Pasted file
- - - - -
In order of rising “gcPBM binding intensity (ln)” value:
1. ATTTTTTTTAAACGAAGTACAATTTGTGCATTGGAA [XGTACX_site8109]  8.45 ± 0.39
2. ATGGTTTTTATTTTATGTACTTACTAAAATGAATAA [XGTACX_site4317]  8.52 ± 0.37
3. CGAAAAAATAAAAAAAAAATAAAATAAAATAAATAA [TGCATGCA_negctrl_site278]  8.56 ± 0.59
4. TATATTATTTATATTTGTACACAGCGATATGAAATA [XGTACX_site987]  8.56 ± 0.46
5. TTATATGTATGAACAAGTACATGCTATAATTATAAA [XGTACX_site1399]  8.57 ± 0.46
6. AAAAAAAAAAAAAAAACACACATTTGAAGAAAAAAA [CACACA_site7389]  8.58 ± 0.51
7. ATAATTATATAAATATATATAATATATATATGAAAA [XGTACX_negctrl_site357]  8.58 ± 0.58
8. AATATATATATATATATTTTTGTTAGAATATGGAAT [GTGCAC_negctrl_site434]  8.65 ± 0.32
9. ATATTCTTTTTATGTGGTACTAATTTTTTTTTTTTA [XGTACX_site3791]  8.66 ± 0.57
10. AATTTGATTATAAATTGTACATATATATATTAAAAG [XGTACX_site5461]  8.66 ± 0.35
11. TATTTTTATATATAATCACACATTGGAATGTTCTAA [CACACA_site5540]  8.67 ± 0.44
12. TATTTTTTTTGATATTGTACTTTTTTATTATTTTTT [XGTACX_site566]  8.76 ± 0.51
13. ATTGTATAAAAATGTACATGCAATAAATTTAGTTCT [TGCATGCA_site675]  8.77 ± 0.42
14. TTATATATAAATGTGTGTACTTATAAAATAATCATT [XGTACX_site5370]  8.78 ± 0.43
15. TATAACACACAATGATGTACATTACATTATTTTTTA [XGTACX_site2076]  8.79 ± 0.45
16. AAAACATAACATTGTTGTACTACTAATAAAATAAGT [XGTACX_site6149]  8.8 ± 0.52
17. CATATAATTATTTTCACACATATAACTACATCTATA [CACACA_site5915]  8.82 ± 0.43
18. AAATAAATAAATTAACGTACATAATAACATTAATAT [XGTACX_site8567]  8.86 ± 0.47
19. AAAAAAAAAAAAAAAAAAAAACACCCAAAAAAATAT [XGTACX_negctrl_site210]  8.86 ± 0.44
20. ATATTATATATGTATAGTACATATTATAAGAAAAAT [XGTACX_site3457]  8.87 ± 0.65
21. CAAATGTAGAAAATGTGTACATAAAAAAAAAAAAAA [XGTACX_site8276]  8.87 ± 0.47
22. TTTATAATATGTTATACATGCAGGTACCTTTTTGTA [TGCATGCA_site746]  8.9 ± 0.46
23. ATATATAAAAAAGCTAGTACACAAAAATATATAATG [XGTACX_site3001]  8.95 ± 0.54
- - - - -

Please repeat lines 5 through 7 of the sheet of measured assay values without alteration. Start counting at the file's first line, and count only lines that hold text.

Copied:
4. TATATTATTTATATTTGTACACAGCGATATGAAATA [XGTACX_site987]  8.56 ± 0.46
5. TTATATGTATGAACAAGTACATGCTATAATTATAAA [XGTACX_site1399]  8.57 ± 0.46
6. AAAAAAAAAAAAAAAACACACATTTGAAGAAAAAAA [CACACA_site7389]  8.58 ± 0.51